Thanks to the Omohundro Institute of Early American History & Culture for allowing us to reblog the following Q&A with Katherine Carté, author of Religion and the American Revolution: An Imperial History, that originally appeared on their blog, Uncommon Sense. This is the first in a planned series of conversations with Omohundro Institute authors about how their work relates to the American Revolution.
With this post, Uncommon Sense inaugurates a planned series of conversations with OI book authors about how their work relates to the American Revolution. It is one of the ways in which the OI is contributing to the Semiquincentennial, the commemoration of the 250th anniversary of the Declaration of Independence in 2026.
In its eight decades, the OI has published approximately forty books related to independence, the American Revolution, and related topics as part of its mission to explore Vast Early America. We will highlight some of those books over the next few years through author interviews and other reflections.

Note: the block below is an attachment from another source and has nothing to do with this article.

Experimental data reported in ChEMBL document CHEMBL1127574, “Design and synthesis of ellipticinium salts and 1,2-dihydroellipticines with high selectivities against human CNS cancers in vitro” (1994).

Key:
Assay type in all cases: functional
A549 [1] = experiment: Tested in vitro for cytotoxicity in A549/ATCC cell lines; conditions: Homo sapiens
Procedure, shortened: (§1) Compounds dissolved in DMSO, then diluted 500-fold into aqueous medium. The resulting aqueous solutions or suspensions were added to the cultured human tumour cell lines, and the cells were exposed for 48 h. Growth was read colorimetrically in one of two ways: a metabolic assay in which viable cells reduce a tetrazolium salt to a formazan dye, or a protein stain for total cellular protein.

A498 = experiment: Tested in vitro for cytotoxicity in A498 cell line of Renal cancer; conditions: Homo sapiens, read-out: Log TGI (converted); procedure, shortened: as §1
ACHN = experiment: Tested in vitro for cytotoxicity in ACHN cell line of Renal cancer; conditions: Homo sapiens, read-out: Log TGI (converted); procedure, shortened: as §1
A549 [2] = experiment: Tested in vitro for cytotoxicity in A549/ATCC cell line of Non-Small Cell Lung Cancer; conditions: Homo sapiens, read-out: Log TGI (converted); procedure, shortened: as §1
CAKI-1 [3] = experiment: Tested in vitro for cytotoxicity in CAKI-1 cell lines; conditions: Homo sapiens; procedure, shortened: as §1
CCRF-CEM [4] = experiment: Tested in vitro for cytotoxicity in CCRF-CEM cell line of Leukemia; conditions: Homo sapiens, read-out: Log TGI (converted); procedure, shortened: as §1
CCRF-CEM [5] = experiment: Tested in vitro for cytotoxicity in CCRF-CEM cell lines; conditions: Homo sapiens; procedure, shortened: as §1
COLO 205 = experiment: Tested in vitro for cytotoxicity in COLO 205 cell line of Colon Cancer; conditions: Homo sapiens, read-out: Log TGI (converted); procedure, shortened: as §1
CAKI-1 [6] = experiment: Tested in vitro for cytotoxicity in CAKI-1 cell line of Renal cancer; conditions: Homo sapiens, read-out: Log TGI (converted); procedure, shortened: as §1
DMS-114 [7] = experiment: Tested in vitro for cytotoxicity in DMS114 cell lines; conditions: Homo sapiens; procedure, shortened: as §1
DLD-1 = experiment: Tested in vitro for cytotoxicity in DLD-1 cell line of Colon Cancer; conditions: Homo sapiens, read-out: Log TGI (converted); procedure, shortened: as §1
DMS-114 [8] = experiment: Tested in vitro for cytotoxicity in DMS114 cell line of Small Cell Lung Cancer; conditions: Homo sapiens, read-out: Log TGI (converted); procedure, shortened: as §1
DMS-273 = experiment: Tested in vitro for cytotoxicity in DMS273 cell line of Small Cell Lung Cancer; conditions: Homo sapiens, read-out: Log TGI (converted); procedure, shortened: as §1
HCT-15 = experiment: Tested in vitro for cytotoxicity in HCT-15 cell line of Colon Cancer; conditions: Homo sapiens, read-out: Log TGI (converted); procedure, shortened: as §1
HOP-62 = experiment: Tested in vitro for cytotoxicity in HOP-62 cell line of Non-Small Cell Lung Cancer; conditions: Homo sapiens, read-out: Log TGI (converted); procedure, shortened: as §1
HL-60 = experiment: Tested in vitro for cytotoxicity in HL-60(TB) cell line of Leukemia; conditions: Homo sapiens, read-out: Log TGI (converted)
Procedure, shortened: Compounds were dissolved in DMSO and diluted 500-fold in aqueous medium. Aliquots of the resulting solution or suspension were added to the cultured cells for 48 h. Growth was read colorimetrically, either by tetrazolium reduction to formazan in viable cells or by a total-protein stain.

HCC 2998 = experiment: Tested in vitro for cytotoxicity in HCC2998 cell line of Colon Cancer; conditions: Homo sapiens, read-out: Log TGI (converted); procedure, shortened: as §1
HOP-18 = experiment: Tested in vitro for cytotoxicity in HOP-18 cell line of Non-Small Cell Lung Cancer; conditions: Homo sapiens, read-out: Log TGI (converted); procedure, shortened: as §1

To begin, we turn to Katherine Carté, author of the 2021 book Religion and the American Revolution: An Imperial History. In the book, Carté explores how British protestantism connected colonies and empire until the rupture of the American Revolution.
In Religion and the American Revolution, you describe religion as an “imperial bridge” between Britain and the North American colonies. Can you describe what that meant?